We live in a lovely little village, not quite a hamlet because, by definition, a hamlet doesn’t have a church.
We have a church. And a village hall. Nothing else.
The pub is a twenty minute walk away in the next village which is great in the Summer. Not so on a cold, wet Winter’s evening when you fancy a pint.
I digress. The point is, being a small community of just 91 dwellings, people are friendly and generous and generally get on rather well. (Remember those flowers?)
A few weeks back, I had an email from an artist living in The Old Stables asking me if I would like first dibs on some textile-y things as she was having a clear out of her studio. Of course, I jumped at the chance and popped round that afternoon to have a look. I ended up coming home with a car load of stuff from fabric remnants a few yards long to tiny 4″ squares of silk oddments.
After being quite strict with myself, I kept only what I knew I would definitely use and, with her permission, bagged up the remainder for the charity shop.
There was also a bin liner stuffed to the brim with feather cushion pads which is where I made a start.
No.1 Son is now twenty-three, has his first post-graduate job and is saving hard for a deposit for his own house. He is also amassing quite a ‘bottom drawer’ in readiness for his new home, the most recent being this cute little Edwardian armchair from eBay.
Anyway, amongst the things I found when rooting through the stash of goodies I had been given, was a square of fabric from Anthropologie. Possibly a (very large) napkin in its original incarnation, it was unused with the store tag still attached.
A little bit too ethnic for my taste, I asked said son if he liked it and would he like me to make him a cushion cover from it. Having received a ‘yes’ on both counts, I set to.
There was a small carrier bag full of bits of top quality wool tweed in several shades of grey which were pretty useless on their own, but which I could see (!) would piece together to make a nice back to the cushion.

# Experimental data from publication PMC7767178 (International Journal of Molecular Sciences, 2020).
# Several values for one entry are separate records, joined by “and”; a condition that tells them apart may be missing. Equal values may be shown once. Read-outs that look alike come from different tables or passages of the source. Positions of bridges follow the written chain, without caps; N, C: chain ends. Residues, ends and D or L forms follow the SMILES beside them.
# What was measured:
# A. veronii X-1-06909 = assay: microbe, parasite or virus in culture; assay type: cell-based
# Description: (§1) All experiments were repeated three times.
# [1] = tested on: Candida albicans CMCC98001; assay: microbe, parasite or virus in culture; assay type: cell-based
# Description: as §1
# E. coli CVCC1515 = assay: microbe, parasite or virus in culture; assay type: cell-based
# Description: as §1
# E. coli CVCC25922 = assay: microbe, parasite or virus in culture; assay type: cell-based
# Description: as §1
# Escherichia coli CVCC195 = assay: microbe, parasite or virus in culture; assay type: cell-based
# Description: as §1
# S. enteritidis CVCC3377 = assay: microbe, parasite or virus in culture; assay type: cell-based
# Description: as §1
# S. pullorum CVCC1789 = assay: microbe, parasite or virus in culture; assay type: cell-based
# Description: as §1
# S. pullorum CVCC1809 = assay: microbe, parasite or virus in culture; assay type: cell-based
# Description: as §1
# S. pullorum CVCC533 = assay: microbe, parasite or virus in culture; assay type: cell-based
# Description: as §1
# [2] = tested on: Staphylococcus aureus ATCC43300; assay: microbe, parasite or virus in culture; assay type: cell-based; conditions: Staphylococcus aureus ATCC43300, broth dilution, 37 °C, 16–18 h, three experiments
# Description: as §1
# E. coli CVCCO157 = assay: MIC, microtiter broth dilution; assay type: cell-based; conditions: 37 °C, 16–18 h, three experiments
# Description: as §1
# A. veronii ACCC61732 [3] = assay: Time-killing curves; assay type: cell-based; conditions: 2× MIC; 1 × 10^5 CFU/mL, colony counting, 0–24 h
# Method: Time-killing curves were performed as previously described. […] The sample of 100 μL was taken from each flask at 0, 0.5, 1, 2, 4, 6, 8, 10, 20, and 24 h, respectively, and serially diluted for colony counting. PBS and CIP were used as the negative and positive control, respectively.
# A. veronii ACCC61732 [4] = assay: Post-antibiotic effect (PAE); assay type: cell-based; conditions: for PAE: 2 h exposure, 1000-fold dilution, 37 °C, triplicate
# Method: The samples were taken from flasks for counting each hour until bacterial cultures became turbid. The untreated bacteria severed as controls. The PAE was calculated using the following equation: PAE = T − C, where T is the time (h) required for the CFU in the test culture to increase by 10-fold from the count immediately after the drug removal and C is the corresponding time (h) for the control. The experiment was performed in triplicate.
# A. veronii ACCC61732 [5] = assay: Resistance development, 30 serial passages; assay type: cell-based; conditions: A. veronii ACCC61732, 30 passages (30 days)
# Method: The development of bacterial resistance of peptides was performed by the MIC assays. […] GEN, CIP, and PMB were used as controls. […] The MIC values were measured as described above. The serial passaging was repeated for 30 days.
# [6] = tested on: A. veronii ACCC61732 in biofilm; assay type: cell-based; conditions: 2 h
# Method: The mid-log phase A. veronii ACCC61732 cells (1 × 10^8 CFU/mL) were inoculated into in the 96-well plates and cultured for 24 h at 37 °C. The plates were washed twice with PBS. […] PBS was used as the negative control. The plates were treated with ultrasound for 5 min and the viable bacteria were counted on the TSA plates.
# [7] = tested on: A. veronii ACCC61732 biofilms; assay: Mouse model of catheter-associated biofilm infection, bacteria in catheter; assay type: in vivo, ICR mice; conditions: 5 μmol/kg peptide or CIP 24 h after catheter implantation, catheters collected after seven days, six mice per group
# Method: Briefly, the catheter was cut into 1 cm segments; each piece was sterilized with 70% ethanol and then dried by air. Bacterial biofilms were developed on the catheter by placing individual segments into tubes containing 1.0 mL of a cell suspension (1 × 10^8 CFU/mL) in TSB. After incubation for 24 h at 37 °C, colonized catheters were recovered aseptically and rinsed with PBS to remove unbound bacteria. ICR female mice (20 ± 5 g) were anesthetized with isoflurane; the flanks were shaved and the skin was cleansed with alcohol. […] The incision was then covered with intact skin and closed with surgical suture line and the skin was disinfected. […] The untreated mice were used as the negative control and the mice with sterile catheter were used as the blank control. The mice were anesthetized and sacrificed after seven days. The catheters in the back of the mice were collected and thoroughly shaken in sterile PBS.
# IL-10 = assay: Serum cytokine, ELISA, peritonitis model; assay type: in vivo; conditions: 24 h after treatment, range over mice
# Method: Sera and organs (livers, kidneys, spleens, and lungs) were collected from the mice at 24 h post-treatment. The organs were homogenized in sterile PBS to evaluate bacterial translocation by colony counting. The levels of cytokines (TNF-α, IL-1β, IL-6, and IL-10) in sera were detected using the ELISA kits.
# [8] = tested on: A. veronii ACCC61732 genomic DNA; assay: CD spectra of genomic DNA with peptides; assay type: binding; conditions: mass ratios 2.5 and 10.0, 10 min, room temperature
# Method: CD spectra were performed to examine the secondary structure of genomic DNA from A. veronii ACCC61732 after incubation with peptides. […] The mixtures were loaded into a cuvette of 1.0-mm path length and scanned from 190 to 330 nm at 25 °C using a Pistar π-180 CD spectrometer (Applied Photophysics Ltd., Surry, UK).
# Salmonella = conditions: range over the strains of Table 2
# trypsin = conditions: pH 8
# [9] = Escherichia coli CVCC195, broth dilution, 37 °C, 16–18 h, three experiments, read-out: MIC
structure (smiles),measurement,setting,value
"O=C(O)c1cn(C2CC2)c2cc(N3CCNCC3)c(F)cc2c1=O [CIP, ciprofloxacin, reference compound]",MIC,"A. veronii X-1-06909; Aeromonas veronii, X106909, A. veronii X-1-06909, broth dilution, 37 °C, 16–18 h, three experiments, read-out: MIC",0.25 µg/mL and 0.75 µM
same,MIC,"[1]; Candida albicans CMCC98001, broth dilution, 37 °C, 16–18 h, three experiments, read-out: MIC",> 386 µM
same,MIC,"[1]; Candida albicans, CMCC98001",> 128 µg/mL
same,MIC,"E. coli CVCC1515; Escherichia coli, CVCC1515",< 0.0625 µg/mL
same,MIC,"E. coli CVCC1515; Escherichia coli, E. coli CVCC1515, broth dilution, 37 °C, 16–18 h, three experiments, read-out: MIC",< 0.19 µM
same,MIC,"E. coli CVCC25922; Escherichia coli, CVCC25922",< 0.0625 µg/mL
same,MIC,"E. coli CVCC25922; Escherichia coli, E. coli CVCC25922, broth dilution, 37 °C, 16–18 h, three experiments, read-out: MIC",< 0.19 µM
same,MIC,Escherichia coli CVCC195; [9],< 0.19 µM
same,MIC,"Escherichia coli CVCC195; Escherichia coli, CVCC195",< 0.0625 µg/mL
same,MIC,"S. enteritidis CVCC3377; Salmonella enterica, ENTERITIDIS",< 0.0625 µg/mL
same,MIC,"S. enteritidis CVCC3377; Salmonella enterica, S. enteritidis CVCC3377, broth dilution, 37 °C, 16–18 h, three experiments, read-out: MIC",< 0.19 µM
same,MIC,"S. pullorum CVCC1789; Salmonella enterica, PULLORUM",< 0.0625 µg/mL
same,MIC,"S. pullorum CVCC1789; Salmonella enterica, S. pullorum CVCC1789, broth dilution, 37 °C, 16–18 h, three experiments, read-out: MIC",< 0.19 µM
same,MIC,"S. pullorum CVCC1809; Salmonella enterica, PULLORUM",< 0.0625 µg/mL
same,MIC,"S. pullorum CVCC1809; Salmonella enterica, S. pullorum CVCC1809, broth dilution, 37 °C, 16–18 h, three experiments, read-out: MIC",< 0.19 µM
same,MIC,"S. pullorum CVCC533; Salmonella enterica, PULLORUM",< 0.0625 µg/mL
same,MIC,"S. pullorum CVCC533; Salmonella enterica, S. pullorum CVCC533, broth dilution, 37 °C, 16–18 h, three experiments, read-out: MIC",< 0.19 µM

See? They go together quite well.
I patchworked some strips together until I had a square measuring 20″, the same as the front.
Then, because it still looked exactly like what it was – scraps of fabric sewn together – I added some detail in the form of turquoise top stitching along all the seams.
It was still a bit ‘functional’ so I thought a few appliquéd swirls wouldn’t go amiss.
And a few more….
There, that’s enough. Now it looks more like a piece of textile art than leftovers!
Using some turquoise linen (left over from this dress), I covered some piping cord in a shade that would pick out the blue in the Anthropologie napkin. See, there was a reason for choosing turquoise?!
Piping was basted on first…
…then a random zip from my collection was inserted.
The zip was too long so I shortened it by sewing a new ‘stop’.
Sew round the remaining three sides, turn inside out and – TADAH!
A tip is to make the cushion cover slightly smaller than the size of the feather insert, then it stays nice and plump like this.
The turquoise piping ties the front in with the back.
Actually, there’s not really a front or back as both sides are deserving of top spot!
I thought it looked quite at home in our lounge and said as much – at which point it was “Thanks, Mum” and whisked off to No.1 Son’s bedroom before I got too attached to it!